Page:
Types of Genetic Engineering

Types of Genetic Engineering

Despite all that controversy surrounding it, genetic engineering is here to stay and progress, as biomedical engineering technologies become smarter. Read about the different types of genetic engineering in the following article.
The advance of genetic engineering makes it quite conceivable that we will begin to design our own evolutionary progress.
~ Isaac Asimov

Well, whether or not we begin to actually design our evolutionary progress is a different matter altogether but the fact that genetic engineering widens the scope of treating and curing various hereditary and terminal illnesses surely deserves some amount of attention and respect. You see, contrary to what most of us have been made to believe, thanks to those extravagant Hollywood sci-fi flicks, genetic engineering is not just about creating weird new species or making mutants out of men. Genetic engineering, as it exists today, is more about improving the quality of the existing species of various organisms by way of enhancing their health, yield (in agriculture and livestock) and overall quality. This is usually done by tampering with the subjects' genetic matter in such a way that their anatomies get conditioned to work in the survival mode, rather than the victim mode, in the face of disabling defects and life-threatening illnesses. For achieving these and similarly related ends, there exist three different types of genetic engineering, based upon their functions and fields of application. Let's proceed to the next segment and check out what they are.

Different Types of Genetic Engineering

The scope of genetic engineering is not restricted to curious human tampering of genetic paraphernalia in a bid to come up with various medical and scientific solutions. The greatest genetic engineer of all, Mother Nature, has been carrying out genetic manipulations all this time, since way long before the primate ancestors of humans were even introduced on Earth as a distinct species! Don't get me? Well, how else would you explain the phenomena of evolution, natural selection and selective breeding? Designing the blueprints of different versions of Software Life and creating appropriate hardware for each software version is no mean task! As far as human interest and efforts in genetic engineering are concerned, we are still way behind Nature and are way below the nascent stage. However, following are the three main categories of genetic engineering. Take a look.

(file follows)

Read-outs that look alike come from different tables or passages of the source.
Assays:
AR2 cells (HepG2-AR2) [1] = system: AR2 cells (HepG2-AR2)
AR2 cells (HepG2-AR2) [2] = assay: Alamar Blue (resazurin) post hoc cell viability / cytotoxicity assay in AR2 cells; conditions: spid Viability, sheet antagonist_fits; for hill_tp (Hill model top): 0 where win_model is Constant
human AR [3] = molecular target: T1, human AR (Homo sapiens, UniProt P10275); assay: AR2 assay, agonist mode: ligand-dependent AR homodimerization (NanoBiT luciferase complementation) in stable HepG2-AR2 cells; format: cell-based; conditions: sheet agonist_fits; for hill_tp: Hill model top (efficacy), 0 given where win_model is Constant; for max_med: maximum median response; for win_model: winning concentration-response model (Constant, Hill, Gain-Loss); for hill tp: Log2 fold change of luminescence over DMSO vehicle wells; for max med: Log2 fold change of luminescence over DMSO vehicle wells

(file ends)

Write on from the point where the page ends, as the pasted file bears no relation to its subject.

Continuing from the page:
Analytical Genetic Engineering
This is the research branch of genetic engineering in which virtual genetic models are created using computer software. Various computer programs are used to theoretically study the implications of various genetic engineering activities if they are to be carried out in practice. For instance, before going ahead and splicing two different genes in actual practice, preparing an analytical model based upon an appropriate program, developed for the purpose, will give the researchers an idea whether such splicing would be successful at all and if successful, if the desired end would be achieved. This is a better way of carrying out the trial-and-error stage and reduces risks of disaster during experiments using real organisms, especially animals.